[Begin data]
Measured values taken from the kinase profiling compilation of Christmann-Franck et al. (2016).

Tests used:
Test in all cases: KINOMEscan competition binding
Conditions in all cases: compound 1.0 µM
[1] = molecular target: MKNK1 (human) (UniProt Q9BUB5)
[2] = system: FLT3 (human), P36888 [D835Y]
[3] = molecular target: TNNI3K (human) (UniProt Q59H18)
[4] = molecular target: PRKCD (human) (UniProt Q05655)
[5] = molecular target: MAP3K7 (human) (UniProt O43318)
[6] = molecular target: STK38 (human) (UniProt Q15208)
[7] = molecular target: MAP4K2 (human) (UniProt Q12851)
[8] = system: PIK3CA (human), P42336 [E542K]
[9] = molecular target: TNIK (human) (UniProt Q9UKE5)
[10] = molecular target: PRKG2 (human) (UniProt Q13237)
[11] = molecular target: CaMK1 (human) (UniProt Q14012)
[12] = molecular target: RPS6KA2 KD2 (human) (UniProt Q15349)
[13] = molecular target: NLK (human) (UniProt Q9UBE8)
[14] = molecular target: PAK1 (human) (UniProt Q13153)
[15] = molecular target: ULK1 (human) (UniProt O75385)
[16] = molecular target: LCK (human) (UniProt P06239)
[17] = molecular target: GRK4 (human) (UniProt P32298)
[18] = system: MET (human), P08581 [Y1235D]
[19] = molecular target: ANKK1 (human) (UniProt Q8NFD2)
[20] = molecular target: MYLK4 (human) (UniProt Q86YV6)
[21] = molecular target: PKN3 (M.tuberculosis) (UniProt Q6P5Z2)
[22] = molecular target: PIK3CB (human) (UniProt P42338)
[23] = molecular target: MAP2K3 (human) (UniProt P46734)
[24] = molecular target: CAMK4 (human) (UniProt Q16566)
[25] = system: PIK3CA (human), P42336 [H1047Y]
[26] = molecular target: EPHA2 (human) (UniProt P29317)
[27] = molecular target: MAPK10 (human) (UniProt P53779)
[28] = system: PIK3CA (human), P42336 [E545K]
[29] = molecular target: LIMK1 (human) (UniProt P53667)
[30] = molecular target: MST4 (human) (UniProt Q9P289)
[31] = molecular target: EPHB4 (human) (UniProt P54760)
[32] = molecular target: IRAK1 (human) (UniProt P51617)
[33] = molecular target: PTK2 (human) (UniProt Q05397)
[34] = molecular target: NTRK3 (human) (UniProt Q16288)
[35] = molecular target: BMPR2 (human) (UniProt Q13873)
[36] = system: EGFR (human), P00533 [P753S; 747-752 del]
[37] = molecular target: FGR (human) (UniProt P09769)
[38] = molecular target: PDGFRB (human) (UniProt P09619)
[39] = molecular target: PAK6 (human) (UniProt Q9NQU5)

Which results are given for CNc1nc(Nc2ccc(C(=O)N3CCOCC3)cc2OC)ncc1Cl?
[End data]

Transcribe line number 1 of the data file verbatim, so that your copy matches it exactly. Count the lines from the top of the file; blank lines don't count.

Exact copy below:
Measured values taken from the kinase profiling compilation of Christmann-Franck et al. (2016).